Climbing

From the just-because-I-can department.

RAF growth, 1920-39

As an ex-physicist, I like to see numerical data plotted in a graph, as well as in tabular form - it's much easier to visualise what's going on. I don't have any particular need for this right now, but I've been playing around with a few plotting packages anyway. The figure above was made with pro Fit (OS X only), which has a free trial version, limited in the number of graphs, data points, etc, that can be in use at one time. It's easy to use and the end result is pleasing enough to the eye. The main problem I found is that the legend isn't a separate object to the graph, so I can't shift it to make room for a longer axis label. But I like it otherwise, so I think I will stick with it for the moment.

The data itself is taken from the tables in the back of John James, The Paladins: A Social History of the RAF up to the Outbreak of World War II (London and Sydney: Macdonald, 1990) - tables 5 (for the Air Estimates, ie the Air Ministry's, and effectively the RAF's, budget), 9 (UK squadrons only) and 15 (from which I derived the number of squadrons in 1939). A few remarks: the number of squadrons tracks the budget fairly closely. I would have expected there to be a year or two lag, because as James points out, men have to be trained, aircraft orders placed and land for airfields purchased well in advance of a squadron coming into being. I guess the squadrons may not have been effective initially, though. Secondly, despite the deterrence policy of Trenchard's RAF, and the authorisation of 35 bomber to 17 fighter squadrons for the Home Defence Air Force in 1923, there were actually slightly more fighter squadrons than bombers right up to 1935. Finally, the graph shows how weak the RAF was in fighters at the time of Munich in 1938 (and just plotting raw numbers actually understates this, as Fighter Command mostly had obscolescent types at the time).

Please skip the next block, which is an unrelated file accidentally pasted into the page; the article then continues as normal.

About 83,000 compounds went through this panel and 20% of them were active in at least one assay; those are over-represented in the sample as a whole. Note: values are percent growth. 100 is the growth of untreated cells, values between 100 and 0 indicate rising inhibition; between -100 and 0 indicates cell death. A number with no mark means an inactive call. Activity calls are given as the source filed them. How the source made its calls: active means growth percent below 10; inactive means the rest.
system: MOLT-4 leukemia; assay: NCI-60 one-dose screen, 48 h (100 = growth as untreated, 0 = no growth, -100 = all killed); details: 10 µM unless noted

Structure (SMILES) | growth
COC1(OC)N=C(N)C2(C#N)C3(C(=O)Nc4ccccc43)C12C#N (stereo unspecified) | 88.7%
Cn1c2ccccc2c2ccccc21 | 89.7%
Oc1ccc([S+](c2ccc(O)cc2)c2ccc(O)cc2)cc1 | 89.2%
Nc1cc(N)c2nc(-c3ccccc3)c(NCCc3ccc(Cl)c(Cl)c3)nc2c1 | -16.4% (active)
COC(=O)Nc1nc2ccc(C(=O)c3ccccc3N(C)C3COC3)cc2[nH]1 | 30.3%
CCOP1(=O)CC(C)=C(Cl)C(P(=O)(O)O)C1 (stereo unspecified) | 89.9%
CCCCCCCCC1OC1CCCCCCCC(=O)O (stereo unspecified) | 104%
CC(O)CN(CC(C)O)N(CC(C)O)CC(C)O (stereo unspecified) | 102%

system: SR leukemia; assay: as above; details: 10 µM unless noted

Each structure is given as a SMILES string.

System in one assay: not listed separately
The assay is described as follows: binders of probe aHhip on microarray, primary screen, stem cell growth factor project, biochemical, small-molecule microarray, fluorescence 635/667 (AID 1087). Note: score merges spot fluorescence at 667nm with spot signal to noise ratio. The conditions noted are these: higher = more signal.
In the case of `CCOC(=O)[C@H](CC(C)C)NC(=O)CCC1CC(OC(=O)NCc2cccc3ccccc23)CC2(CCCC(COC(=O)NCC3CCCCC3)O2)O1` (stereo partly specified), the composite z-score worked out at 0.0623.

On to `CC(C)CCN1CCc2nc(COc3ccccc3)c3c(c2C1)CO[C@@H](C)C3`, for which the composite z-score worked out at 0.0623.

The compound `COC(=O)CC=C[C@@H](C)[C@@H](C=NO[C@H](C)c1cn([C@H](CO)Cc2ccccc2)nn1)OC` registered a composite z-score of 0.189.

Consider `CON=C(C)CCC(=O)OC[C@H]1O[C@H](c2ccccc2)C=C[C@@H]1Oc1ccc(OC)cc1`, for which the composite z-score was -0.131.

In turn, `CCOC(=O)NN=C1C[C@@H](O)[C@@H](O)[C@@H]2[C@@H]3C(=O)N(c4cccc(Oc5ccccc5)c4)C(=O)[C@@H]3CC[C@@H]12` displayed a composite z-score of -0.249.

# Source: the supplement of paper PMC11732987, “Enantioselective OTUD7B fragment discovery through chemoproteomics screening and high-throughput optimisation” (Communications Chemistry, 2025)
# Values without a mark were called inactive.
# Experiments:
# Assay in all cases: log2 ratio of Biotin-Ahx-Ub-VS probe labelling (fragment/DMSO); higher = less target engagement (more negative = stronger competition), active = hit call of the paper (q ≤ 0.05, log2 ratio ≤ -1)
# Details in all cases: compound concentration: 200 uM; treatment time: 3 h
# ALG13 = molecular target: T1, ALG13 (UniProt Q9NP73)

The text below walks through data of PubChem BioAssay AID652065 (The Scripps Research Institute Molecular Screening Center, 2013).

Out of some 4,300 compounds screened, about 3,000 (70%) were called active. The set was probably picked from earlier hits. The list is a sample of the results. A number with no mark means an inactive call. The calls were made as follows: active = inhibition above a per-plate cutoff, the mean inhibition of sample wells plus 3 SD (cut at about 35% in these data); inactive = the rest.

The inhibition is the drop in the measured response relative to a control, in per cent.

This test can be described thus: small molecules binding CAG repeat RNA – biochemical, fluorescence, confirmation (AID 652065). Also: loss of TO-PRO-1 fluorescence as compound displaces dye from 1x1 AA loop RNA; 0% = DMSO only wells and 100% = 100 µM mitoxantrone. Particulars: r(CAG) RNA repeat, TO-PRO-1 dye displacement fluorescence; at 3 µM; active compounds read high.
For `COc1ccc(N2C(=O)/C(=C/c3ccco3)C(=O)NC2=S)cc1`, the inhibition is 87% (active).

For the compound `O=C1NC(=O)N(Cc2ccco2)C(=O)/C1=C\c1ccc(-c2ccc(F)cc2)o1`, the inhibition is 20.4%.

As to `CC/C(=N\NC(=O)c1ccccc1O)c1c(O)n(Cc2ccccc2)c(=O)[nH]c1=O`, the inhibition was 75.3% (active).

Addendum: I forgot to mention that James doesn't say if the Air Estimate figures are in adjusted pounds or not - so I assume they are not.

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5 thoughts on “Climbing

  1. Top stuff that: how about one with the competing sets of estimates of German air strength plotted as well? Or comparative tables with the Royal Navy and the Army?

  2. Chris Williams

    The best book in the world, that one. But if you've read the whole thing, you'll know that some of the moves in numbers of squadrons are actually conjuring tricks with nameplates: notably the creation of OTUs.

    On the subject of graphing, I find Excel a right PITA nowadays - too clever by half, and too complex to teach to cold undergrads. I remember the great days of Cricket Graph, which gave you so little control of the format that it forced you to spend time thinking about what you were graphing and why.

  3. Brett Holman

    Post author

    Dan: